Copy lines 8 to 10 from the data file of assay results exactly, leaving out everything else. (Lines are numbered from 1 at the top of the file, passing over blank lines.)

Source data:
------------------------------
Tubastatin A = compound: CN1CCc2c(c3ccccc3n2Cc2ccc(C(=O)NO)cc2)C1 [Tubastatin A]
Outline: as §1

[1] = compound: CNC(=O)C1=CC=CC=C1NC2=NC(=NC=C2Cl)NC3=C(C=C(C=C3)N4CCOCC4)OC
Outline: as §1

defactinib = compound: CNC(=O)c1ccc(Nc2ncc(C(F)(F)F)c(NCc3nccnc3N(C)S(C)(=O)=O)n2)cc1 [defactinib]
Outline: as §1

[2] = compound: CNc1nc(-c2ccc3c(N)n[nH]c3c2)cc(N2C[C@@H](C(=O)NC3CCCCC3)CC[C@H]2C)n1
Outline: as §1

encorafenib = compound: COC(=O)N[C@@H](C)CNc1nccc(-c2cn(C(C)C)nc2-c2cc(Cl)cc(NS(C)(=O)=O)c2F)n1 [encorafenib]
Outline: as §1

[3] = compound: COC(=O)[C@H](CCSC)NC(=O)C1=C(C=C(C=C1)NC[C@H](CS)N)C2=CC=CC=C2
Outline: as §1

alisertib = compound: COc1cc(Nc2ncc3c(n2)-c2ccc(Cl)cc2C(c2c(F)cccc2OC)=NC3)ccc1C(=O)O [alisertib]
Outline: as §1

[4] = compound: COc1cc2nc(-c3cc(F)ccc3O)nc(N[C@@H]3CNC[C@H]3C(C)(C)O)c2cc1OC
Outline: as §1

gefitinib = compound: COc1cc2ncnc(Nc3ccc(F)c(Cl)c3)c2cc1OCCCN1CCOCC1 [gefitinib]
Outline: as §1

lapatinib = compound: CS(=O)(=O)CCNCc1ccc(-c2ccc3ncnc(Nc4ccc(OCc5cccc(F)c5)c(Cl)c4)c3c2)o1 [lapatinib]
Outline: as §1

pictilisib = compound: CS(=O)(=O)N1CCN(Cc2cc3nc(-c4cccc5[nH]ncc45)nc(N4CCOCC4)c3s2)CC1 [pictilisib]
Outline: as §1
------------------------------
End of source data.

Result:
Outline: as §1

encorafenib = compound: COC(=O)N[C@@H](C)CNc1nccc(-c2cn(C(C)C)nc2-c2cc(Cl)cc(NS(C)(=O)=O)c2F)n1 [encorafenib]
Outline: as §1